President Reagan yesterday signed an emergency spending bill that keeps the government in business through midnight Tuesday, a White House spokesman said.
The bill, the third extension in a week, is a stopgap measure that maintains current funding levels for government agencies whose regular appropriations bills have not yet been approved. These include the departments of Defense, Agriculture, the Interior, Labor, Health and Human Services, Education, Transportation and the Treasury.
The extension was approved in both chambers of Congress Friday after House-Senate conferees again failed to reach agreement on a nearly $500 billion omnibus spending bill for these agencies for the next 12 months.
Federal offices are expected to open Tuesday after the Columbus Day holiday weekend, but legislators will that day have to pass the spending bill or yet another extension to avoid a repeat of Thursday's disruption in government business.
Meanwhile, administration officials said they had resolved their differences over water projects Congress has tacked onto the omnibus spending bill -- differences that on Friday had sent conflicting signals to Capitol Hill.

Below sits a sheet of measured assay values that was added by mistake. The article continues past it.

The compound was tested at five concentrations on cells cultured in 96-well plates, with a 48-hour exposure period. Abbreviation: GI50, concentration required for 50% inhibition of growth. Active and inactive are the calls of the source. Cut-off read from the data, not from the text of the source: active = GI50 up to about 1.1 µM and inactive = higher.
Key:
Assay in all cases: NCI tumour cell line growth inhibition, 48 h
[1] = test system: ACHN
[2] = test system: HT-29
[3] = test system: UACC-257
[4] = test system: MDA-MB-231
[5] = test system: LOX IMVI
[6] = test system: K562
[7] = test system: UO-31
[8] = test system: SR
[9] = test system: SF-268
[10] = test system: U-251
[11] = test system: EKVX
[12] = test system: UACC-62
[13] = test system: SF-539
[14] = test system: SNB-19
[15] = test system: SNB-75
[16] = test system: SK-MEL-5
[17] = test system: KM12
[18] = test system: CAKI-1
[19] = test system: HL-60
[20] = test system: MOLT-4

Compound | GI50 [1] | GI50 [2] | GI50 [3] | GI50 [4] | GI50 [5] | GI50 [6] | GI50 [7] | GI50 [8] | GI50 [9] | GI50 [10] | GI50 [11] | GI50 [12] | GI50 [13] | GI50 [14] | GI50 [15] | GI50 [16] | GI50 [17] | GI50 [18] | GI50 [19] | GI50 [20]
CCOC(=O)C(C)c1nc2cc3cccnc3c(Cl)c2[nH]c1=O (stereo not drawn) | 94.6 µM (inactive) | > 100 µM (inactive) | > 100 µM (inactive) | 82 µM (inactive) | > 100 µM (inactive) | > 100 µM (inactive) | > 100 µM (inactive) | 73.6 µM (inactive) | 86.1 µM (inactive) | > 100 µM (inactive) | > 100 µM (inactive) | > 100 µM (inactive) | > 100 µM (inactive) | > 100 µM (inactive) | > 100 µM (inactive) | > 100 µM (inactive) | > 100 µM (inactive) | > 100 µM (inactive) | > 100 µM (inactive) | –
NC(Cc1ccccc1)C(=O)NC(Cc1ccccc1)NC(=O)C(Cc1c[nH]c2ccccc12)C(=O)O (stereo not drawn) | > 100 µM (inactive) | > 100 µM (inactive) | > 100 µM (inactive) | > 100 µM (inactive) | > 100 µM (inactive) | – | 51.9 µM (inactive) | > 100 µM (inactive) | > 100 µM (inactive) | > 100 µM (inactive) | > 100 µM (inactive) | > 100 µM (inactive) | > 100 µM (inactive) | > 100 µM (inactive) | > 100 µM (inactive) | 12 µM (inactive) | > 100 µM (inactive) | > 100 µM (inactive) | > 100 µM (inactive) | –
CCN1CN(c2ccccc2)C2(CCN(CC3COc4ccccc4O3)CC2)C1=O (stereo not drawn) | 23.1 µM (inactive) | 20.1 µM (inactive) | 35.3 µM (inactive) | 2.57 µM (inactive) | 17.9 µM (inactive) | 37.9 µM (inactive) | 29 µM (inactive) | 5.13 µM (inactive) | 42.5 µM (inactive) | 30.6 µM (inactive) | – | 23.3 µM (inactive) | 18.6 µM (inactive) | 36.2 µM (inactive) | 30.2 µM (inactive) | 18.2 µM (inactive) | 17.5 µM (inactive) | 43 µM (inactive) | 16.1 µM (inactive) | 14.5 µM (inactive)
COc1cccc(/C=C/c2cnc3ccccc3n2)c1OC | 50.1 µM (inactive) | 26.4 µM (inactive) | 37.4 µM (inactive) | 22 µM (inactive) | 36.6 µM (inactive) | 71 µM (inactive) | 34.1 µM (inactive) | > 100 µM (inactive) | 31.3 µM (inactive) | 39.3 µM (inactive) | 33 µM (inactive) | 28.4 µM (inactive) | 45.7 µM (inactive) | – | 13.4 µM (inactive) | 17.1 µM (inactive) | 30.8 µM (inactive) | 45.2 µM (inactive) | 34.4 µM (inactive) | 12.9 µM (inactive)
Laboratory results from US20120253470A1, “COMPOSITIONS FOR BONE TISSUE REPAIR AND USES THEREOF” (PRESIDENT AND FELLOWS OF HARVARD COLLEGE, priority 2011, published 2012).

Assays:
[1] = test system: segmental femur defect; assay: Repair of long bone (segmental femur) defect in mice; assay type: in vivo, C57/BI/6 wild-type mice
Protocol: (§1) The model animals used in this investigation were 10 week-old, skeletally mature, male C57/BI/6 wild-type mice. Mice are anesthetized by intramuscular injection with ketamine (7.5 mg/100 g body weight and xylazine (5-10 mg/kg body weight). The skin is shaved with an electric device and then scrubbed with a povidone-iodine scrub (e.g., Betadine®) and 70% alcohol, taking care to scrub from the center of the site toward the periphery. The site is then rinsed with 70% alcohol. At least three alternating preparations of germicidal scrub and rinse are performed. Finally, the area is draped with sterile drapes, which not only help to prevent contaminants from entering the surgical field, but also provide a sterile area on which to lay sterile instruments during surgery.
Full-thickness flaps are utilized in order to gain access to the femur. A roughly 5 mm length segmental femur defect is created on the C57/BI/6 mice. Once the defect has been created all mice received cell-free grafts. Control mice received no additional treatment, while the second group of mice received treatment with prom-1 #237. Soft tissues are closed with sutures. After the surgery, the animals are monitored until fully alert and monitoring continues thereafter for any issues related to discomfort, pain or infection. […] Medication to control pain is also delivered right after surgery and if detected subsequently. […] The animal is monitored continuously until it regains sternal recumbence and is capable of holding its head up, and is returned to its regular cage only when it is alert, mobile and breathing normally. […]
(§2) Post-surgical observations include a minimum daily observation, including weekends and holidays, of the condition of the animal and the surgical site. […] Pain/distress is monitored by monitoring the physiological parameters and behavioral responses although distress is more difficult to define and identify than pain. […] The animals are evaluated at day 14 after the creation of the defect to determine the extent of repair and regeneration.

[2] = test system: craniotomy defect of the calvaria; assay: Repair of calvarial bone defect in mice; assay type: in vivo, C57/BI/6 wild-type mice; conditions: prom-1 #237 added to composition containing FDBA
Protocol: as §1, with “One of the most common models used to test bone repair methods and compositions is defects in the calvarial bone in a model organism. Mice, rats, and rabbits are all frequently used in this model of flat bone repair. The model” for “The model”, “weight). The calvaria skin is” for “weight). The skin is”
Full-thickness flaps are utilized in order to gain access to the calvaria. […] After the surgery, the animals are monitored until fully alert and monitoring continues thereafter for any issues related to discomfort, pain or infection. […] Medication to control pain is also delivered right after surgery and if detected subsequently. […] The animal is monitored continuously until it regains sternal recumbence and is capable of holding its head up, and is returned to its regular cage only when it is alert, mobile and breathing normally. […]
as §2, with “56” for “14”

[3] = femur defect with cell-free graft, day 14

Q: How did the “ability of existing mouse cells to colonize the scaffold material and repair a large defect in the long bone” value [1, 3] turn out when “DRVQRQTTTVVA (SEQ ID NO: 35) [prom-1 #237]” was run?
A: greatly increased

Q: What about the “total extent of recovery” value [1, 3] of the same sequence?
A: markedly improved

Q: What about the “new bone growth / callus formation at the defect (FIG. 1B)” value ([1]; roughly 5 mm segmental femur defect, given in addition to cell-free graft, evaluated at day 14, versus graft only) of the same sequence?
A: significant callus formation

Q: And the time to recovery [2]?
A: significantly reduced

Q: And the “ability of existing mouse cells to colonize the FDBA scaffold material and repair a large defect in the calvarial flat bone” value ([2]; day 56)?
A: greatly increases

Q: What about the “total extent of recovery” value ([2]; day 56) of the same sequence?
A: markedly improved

The White House had threatened to veto the spending bill because of several dozen water projects attached by Congress. Office of Management and Budget Director David A. Stockman had urged Reagan to issue the veto warning because the bill lacks reforms in cost-sharing and user fees sought by Reagan.
But Interior Secretary William P. Clark had suggested Friday to Senate Majority Leader Howard H. Baker Jr. (R-Tenn.) that the president still wanted three U.S. Bureau of Reclamation projects in the bill that were budgeted for fiscal 1985.
The issue apparently was settled yesterday when White House Chief of Staff James A. Baker III wrote a letter to Clark saying the administration would "continue to support" the three water projects.
They are: Animus La Plata in Colorado; Buffalo Bill in Wyoming and Headgate Rock in Arizona.
Clark said in a letter to Baker that the cost-sharing reforms would be adhered to. Baker said Reagan continues to oppose other Army Corps of Engineers water projects in the spending bill unless the reforms in cost-sharing and user fees are incorporated.